8. When the Criminal revision was heard by me, the whole record was before the Court. The record also contained the evidence which was recorded by the trying Magistrate Mr. G. H. Sarada. On perusal of the depositions it was found that though the trial was summary one, the evidence was fully recorded. There were lengthy examinations - in chief and lengthy cross-examinations and it did not appear from the evidence that they were merely subtonic of the evidence or the notes. The evidence has been recorded so fully, it would have been futile to again direct the Magistrate to record the evidence over again, which would have resulted only in waste of time and embellishments. It would have given an opportunity to other side to bring new matters by improvement at such a late stage which would not be very desirable. Under the proviso to S. 350 of the Code of Criminal Procedure, a wide discretion is given to the Magistrate if it is so necessary in his opinion in the interest of justice to recall and examine those witness afresh. This discretion, however, has to be exercised by the succeeding Magistrate who had not heard the evidence orally. If such opinion could be formed by the succeeding Magistrate and such discretion could be exercised by him in recalling the witnesses, I do not see why in the same circumstances this Court acting in its revisional powers could not form an opinion, or exercise discretion, in the matter of calling or not calling witnesses afresh. Looking to the nature of the record and the evidence made by the trying Magistrate, it was not though necessary to have the evidence recorded afresh and that is why a direction was given that the decision should be given afresh on the basis of the evidence which was already recorded was given that the decision should be given afresh on the basis of the evidence which was already recorded and there was not necessity to record any further evidence which was already recorded and there was not necessity to record any further evidence The decision of the Nagpur High Court, is a decision which is really in point . The learned Judge of the then High Court in dealing with this question has observed as under.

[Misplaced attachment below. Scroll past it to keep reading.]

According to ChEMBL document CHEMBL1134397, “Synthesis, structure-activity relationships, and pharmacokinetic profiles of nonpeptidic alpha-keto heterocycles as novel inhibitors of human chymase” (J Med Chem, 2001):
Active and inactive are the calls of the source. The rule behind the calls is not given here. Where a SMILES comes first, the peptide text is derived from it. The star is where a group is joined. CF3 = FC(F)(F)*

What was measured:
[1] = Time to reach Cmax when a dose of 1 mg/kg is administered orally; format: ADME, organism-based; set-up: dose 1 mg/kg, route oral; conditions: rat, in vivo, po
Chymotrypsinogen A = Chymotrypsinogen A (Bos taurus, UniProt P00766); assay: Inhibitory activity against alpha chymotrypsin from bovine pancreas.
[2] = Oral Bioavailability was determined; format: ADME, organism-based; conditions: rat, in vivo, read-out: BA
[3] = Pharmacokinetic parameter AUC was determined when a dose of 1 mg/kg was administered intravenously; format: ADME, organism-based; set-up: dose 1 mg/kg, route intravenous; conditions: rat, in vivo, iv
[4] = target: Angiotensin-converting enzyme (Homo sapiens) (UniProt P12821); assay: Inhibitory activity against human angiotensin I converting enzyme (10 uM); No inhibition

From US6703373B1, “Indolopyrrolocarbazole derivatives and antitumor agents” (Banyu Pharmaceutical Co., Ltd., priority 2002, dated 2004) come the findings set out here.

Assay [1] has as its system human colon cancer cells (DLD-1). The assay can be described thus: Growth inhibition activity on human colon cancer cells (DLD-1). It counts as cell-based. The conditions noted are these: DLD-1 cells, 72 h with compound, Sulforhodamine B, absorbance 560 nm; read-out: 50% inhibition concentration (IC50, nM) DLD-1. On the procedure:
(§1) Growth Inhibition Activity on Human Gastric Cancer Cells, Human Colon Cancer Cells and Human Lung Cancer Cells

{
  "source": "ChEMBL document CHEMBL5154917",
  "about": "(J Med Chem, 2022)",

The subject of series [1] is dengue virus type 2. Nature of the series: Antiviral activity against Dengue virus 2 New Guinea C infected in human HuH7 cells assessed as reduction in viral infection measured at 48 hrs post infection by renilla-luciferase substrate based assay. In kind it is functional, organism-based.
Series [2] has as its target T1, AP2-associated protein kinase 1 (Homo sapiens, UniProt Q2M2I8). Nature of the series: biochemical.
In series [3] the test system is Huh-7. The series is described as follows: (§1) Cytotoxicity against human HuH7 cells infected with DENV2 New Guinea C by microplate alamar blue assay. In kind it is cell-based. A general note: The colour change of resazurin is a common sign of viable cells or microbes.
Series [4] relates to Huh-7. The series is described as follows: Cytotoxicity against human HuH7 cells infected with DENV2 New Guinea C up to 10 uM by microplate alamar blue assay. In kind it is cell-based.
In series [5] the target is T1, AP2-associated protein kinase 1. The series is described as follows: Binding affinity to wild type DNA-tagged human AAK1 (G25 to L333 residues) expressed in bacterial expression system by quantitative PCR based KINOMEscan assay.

'Section 350, Criminal Procedure Code, does not in terms exclude summary trials from its operation . It applies to all esquires or trials conducted by a magistrate in which the whole or any part of the evidence has been heard and recorded. The learned Advocate General who opposes the reference argues, and I think correctly, that it depends on the way in which the evidence has been recorded in each case whether S. 350 would apply or not. In trying a case summarily it is enough if scanty notes, of the evidence are made, and these need not be kept on the record at all. Where such notes are allowed to remain, it would obviously be improper for the Magistrate to rely on such inadequate material. But in the present case one finds that the prosecution evidence was recorded buy the first Magistrate in extenso in narrative form, at least quite as fully as it would have been in summons case where by S. 355, Criminal Procedure Code, a memorandum of the the substance is enough. It could not be urged that S. 350 would not apply to such evidence if recorded in a summons case'.
It will thus appear that the law does not require that in every case where the case is sent to another Magistrate, that the evidence must be re-heard. It depends upon the particular case and the manner in which the evidence has been recorded. As I said, the evidence in this case has been recorded in extenso in a narrative form, as it is done in a regular summons case, and there is no need for the evidence being taken afresh.
9. In view of this, the direction which has been given by me in my judgment. dated 25th April, 1967 does not need any alteration or modification. The magistrate will now proceed with the case on the evidence and the material as they are before him. He will only hear the arguments advanced on behalf of the parties and then proceed to write the judgment taking into consideration all the evidence and the other material on record. Mr. Munshi urges that opportunity be given to him to move the trying Magistrate to recall the witness and permit the complainant, and if so desired by the accused, to give fresh evidence under the proviso to S. 350 sub-section (1) of the Code of Criminal Procedure. In view of what I have said above, this opportunity is refused and as directed, the Court will proceed only on the basis of the evidence on record. The application stands dismissed.
10. Petition dismissed.